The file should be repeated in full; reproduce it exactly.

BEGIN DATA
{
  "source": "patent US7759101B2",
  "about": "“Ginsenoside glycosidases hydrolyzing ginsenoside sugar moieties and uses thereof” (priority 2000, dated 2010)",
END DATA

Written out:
{
  "source": "patent US7759101B2",
  "about": "“Ginsenoside glycosidases hydrolyzing ginsenoside sugar moieties and uses thereof” (priority 2000, dated 2010)",